Conditions of Use
This book consists of a compilation of cases covering all of the areas affecting modern land use law. It also contains a sample model zoning enabling act and about 11 pages of material dealing with German takings law read more
This book consists of a compilation of cases covering all of the areas affecting modern land use law. It also contains a sample model zoning enabling act and about 11 pages of material dealing with German takings law
95% or more of the book consists of published court cases. They seem to be accurately reproduced with footnotes, dissenting opinions and concurring opinions.
The cases in the book are relevant to understanding a history of zoning and land use law, and the more current trends in the law are demonstrated with cases that would be current as of the date the book was written. The cases are arranged by topic and it should be relatively easy to update the book by adding new cases that are pertinent to each topic and removing those that become outdated.
95% of this book is a compilation of cases with little additional supplemental material. There is nothing in the textbook to guide an instructor or student as to how to weave these together and obtain a comprehensive understanding of land use law. This is a classic case book that is typically used in traditional law classes using a socratic teaching style. As such its a great resource, but the instructor is on their own as to how to put the book to its best use. An instructor who knows the topic well and knows how they want to present the topic will be able to pick and choose relevant cases. But an instructor who doesn't have a good grasp of the topic will need to figure it out without assistance from this text.
95% of the book is a compilation of published court cases. That's about as consistent as it gets.
Cases can be selected individually for reading assignments. However, there is little or no value in assigning only part of a case - the entire case needs to be read as a whole.
The materials is organized by beginning with a broad overview of the legal framework for zoning, followed by judicial review of the zoning system and ends with regulatory takings law, which is an area of current activity.
A case will be reproduced and then a new case will begin on the same page. It would be helpful if each case started on a new page.
95% of the book is a compilation of published court cases. The reader will need to become familiar with legal jargon in order to get the maximum understanding out of these cases. Grammar issues rest with the judges who authored the opinions. Those parts of the book that are written by the books author are clear and understandable.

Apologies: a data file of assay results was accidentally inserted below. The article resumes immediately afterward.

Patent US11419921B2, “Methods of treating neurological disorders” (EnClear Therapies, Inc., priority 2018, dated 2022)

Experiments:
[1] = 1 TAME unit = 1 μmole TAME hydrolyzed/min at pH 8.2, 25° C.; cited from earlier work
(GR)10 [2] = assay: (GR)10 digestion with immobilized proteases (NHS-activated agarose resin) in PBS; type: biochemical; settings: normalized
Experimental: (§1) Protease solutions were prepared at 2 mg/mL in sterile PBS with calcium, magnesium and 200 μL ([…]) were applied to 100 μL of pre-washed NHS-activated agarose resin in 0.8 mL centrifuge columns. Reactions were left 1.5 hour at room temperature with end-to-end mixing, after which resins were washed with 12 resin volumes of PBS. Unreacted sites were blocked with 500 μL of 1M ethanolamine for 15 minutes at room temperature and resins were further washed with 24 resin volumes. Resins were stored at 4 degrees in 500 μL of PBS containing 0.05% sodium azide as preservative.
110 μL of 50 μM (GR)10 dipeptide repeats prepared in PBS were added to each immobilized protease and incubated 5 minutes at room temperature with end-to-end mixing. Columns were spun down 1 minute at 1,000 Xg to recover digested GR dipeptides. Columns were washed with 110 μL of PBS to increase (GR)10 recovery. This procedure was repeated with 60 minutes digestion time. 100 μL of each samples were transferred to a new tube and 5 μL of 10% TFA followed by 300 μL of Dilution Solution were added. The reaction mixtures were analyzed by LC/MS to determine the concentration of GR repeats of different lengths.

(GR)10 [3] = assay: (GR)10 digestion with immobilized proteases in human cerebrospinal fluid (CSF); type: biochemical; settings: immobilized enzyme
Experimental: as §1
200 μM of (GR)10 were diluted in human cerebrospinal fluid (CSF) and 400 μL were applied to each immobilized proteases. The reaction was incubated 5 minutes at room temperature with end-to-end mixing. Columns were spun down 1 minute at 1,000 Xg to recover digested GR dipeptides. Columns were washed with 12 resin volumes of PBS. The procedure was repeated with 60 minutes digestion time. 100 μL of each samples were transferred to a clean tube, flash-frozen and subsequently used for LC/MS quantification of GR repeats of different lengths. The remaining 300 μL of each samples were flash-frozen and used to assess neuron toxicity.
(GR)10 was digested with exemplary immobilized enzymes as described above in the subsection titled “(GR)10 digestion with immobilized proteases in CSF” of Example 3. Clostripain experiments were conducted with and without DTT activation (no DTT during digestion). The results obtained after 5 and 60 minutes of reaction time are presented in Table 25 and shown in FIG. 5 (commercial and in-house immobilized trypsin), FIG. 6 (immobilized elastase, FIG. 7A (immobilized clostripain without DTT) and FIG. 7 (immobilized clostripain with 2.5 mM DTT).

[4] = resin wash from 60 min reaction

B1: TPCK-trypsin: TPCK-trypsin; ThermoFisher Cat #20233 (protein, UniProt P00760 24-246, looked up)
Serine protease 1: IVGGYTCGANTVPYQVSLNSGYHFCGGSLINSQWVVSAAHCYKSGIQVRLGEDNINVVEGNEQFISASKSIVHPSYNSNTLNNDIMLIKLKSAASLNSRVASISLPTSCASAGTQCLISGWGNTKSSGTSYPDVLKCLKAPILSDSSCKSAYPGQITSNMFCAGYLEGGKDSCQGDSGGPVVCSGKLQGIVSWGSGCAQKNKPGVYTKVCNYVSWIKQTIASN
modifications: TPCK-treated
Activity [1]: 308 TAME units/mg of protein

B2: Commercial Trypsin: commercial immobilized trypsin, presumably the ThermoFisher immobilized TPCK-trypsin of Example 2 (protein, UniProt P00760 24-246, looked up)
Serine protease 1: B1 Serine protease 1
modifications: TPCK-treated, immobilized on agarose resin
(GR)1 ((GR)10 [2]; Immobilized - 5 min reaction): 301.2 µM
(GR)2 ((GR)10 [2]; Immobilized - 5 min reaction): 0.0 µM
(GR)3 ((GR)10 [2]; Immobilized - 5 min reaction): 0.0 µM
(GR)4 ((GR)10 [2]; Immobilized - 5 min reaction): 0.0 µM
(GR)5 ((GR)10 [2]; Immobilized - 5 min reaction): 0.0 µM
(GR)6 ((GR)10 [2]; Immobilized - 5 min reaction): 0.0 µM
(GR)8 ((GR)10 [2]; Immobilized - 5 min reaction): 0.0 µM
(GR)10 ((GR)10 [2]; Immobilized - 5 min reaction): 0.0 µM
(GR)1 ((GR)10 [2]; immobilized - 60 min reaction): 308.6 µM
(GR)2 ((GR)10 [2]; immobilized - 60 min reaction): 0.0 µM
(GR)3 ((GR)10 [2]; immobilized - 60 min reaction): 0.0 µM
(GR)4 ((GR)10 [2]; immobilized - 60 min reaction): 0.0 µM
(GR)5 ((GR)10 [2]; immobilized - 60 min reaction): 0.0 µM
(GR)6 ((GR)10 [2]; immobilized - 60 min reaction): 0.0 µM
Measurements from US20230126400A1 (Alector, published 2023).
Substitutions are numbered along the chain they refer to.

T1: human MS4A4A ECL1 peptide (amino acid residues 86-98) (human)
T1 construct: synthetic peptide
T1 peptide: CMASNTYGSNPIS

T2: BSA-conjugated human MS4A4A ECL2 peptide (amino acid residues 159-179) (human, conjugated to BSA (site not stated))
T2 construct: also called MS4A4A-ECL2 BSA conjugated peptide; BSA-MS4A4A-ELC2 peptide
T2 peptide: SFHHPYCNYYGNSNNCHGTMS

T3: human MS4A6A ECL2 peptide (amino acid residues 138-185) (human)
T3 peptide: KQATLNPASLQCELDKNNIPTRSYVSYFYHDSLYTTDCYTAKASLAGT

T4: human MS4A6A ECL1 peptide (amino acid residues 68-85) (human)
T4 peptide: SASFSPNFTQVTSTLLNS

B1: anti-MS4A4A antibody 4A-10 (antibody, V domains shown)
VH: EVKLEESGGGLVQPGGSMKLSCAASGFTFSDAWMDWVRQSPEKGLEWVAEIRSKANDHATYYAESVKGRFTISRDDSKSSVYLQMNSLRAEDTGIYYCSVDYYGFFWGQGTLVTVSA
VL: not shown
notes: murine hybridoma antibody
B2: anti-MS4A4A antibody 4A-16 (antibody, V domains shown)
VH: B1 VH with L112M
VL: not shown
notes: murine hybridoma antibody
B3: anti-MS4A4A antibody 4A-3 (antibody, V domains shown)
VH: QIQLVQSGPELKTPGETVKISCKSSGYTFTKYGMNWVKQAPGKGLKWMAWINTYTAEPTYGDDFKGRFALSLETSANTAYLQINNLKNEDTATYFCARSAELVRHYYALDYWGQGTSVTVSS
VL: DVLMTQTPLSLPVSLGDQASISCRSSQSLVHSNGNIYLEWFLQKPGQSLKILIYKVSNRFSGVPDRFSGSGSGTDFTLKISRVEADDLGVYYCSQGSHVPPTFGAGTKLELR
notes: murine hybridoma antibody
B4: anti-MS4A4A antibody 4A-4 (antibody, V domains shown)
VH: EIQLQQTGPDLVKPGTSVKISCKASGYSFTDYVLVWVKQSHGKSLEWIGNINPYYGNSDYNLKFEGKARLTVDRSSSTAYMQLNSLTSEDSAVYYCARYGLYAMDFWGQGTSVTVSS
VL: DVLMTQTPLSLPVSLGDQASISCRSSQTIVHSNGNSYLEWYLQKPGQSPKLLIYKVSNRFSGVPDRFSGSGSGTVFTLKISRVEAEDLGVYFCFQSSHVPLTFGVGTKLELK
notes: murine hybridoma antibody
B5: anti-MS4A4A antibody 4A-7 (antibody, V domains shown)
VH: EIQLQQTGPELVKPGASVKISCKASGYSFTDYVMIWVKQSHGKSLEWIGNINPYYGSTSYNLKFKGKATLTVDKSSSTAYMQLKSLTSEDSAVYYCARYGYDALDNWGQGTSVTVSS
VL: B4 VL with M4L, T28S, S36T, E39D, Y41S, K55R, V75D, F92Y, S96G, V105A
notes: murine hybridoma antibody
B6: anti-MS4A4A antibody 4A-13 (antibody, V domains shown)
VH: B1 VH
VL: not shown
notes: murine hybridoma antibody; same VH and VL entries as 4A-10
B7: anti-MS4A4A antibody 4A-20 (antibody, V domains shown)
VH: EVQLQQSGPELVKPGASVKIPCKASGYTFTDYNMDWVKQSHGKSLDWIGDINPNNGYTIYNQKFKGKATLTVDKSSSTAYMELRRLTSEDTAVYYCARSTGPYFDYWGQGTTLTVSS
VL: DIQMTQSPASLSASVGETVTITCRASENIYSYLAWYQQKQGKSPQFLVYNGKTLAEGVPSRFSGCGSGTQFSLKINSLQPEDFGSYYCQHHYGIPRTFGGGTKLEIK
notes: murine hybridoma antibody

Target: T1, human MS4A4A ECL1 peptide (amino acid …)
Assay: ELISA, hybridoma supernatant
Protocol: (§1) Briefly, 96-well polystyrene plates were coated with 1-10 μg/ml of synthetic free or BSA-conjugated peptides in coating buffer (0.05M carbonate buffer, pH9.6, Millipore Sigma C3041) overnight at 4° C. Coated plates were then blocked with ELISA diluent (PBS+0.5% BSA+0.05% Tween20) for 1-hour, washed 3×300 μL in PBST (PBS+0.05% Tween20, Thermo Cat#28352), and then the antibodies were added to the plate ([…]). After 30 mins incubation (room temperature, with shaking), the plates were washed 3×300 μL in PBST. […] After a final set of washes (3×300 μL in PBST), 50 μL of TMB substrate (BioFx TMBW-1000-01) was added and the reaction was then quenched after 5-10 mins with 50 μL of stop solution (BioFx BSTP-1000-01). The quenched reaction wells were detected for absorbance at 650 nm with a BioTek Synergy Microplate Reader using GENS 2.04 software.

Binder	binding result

This book is a classic law school case book. It makes a great teaching tool for graduate students and law school students using a Socratic style. It does not seem suitable for undergraduate college use without a great deal of supplemental instruction by the professor.
Table of Contents
2. The Zoning System
- 2.1. Introduction
- 2.2. Variances
- 2.3. Special Use Permits
- 2.4. Comprehensive Planning
3. Judicial Review
- 3.1. Substantive Due Process
- 3.2. Adjudication and Quasi-Adjudication
- 3.3. Procedure
- 3.4. Discriminatory Zoning
- 3.5. Anticompetitive Zoning
- 3.6. Spot Zoning
- 3.7. Contract Zoning
- 3.8. Nonconforming Uses
- 3.9. Vested Rights
- 3.10. Neighbor Consent Provisions
4. Regulatory Takings
- 4.1. Origins
- 4.2. Theory
- 4.3. Doctrine
- 4.4. Procedural Issues
- 4.5. Exactions
- 4.6. German Takings Law
About the Book
This text explores the laws governing the use of land. Sometimes narrowly focused, often intensely local, land use regulation may give the impression of a highly specialized field with small stakes.
The text is divided into three parts:
- First, we will survey the ordinary, local administrative scheme of land use regulation. The cases in this section are intended to establish what that system is and what it's standards are.
- In the second part of the course, we will turn our attention to cases illustrating litigation attacks on the ordinary administrative scheme. The purpose here is not, as it was in the first part, to understand better the standards the administrators should apply, but to understand the constraints imposed on the contents of local laws, the procedures of enactment and permitting, and the composition of local lawmaking bodies.
- In the third part, we focus on the distributive concerns raised by land use regulation. The regulatory takings doctrine has gone from, literally, nothing, to wrestling to disentangle distributive concerns from substantive ones, to trying to craft either rules or standards to identify regulations that go “too far” and should be considered “takings” within the meaning of the Fifth Amendment. We will consider what the doctrine's purposes are, how it should be governed, and how it should be invoked as a procedural matter.
About the Contributors
Christian Turner teaches courses in property, land use, legal theory, and the regulation of information. His research interests are in the public/private distinction and institutional analysis. Drawing from his mathematical training, he is interested in both the logic and illogic of the law— and in understanding seemingly complex and diverse legal principles as consequences of basic, trans-substantive ideas.
Prior to joining the faculty at the University of Georgia, Christian was a Visiting Assistant Professor at Fordham Law School, worked at Wiggin and Dana law firm in New Haven, and clerked for Judge Guido Calabresi on the Second Circuit. He is a graduate of Stanford Law School and holds a Ph.D. in mathematics from Texas A&M University.